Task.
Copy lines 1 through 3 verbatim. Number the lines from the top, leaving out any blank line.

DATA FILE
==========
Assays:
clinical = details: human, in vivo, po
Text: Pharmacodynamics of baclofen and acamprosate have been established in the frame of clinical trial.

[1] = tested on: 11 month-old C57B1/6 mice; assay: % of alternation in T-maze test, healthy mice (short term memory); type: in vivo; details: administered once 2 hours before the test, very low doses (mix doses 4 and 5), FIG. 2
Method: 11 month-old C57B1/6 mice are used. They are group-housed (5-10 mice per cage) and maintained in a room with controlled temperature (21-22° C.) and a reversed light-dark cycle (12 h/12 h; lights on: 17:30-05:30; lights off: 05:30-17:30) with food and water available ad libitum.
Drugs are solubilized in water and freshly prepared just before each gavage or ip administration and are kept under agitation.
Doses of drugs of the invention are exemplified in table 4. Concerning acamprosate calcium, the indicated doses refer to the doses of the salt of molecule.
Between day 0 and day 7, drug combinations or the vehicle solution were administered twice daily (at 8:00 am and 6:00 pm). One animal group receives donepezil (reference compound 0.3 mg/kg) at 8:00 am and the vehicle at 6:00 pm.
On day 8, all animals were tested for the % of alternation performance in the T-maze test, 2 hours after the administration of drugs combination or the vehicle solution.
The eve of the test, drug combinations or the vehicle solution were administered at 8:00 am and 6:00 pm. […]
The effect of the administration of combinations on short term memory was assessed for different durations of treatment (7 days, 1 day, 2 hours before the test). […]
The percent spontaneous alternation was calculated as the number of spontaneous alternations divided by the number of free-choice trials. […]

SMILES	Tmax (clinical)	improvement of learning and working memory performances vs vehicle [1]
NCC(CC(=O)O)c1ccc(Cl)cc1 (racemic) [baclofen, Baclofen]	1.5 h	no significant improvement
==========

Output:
Assays:
clinical = details: human, in vivo, po
Text: Pharmacodynamics of baclofen and acamprosate have been established in the frame of clinical trial.